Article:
IdeasOctober 25, 2018By Hina Khan
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Small farmers have a huge impact on our food—2 billion small farmers produce 70% of the world’s food. So, how can we help support them on a local level? We have suggestions ahead.

In the latest episode of Your Food’s Roots with Zooey Deschanel, we cover the challenges that small farmers face as they grow the food that we enjoy. According to Greenpeace, more than 2 billion small farmers produce 70% of the food we eat, so small farmers play a pivotal role in our food system. So, why is it that so many of us don’t know who our local farmers are, or what it takes for food to get to our plate?

If you’re like us and are wondering how to support local, small farmers, we have suggestions ahead. These tips will not only make their lives better, but they will also help you eat delicious, seasonal food that’s good for you and the environment!

Why is it important to support small farmers?

There are numerous benefits to supporting our local small farmers, and perhaps the most selfish one is that we can enjoy foods that are fresh, have traveled minimal food miles, and taste delicious. In America, our food travels an average of 1,494 miles to get from the farm to our plates, according to a study conducted by the Leopold Center for Sustainable Agriculture. You may not know exactly how many food miles your foods have travelled, but you can taste the difference when eating foods that are freshly harvested and come from a local farm.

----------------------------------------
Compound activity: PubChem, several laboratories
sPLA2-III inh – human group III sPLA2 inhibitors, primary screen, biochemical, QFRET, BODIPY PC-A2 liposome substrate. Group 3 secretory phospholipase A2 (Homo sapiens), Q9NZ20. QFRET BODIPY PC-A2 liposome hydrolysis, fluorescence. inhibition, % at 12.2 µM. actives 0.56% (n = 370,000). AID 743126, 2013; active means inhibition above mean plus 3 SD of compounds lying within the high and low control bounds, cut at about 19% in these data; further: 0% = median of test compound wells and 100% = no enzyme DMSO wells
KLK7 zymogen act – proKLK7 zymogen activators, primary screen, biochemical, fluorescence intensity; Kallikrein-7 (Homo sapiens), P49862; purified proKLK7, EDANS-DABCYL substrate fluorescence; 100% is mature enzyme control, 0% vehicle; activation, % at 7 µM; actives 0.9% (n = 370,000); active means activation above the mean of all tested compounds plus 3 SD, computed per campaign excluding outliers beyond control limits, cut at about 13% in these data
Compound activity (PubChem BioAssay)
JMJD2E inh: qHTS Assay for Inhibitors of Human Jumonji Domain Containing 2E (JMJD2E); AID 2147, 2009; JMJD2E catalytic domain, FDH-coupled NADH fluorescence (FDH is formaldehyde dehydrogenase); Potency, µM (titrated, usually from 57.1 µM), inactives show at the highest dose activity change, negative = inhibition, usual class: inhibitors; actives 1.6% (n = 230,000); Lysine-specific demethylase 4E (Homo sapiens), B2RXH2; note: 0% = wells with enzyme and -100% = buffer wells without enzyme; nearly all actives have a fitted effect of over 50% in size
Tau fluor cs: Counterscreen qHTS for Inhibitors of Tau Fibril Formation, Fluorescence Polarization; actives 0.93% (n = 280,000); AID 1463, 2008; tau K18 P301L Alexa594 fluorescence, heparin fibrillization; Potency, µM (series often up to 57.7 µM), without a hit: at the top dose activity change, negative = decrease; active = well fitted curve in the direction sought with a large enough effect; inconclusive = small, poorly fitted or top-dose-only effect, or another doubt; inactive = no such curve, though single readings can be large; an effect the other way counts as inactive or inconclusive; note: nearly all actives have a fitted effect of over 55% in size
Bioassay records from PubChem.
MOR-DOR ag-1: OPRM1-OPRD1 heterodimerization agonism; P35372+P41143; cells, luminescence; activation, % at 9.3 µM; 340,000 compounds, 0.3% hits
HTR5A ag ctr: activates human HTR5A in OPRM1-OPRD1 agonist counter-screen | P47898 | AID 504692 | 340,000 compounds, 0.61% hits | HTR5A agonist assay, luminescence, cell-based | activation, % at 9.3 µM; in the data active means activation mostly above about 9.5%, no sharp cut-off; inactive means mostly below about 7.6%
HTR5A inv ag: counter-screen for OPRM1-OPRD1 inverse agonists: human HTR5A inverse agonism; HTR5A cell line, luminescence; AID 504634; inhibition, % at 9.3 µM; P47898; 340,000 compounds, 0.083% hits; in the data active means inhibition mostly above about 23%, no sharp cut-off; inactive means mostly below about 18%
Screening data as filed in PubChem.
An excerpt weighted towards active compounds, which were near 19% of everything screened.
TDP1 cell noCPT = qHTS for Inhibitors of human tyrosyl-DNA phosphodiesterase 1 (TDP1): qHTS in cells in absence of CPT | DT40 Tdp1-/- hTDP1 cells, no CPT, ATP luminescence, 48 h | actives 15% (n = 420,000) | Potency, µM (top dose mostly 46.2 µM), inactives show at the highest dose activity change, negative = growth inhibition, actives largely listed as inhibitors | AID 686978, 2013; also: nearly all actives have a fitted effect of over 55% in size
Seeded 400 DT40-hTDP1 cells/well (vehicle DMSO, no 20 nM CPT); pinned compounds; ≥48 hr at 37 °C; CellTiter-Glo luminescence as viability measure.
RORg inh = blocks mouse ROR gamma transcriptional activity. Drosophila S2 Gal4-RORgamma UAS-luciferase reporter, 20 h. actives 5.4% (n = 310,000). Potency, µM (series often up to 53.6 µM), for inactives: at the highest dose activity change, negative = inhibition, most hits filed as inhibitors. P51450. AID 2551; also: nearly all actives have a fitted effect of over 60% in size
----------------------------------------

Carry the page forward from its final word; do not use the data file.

Small farmers are better able to employ sustainable farming practices such as running an aquaponic farm (e.g. Agua Dulce), or employing regenerative farming practices ( e.g. Pocono Organics ) because they can optimize for quality product that meets the expectations of specific buyers. While there are always exceptions to the rule, small farmers have more limitations when it comes to resources, so they’re incentivized by benefits such as lower water usage or using nutrients from natural sources (such as waste from fish or other animals on the farm), resulting in sustainable farming practices.

More than 2 billion small farmers produce 70% of the food we eat.

Woman Farmer

How can you support small farmers?

You can support small farmers by voting with your food dollars; the more you activate your local food economy, the stronger it will grow! The following are a few ways you can vote with your food dollars:

Subscribe to a farm-direct grocery provider

A distributor such as Farmhouse Delivery, based out of Austin, TX, is an example of a farm-direct grocery provider. Each farm-direct grocery provider will have their own way of running their operations, but the goal is to help both farmers and consumers.

For consumers, rather than pay upfront as they would for a CSA program, they pay once they receive their food, which is fresh, in-season, and delicious. They don’t need to vet the farmers and their farming practices, because Farmhouse Delivery does it for them. For farmers, a distribution service provider such as Farmhouse Delivery provide assurance that their food will have a buyer so they can grow their crops with confidence.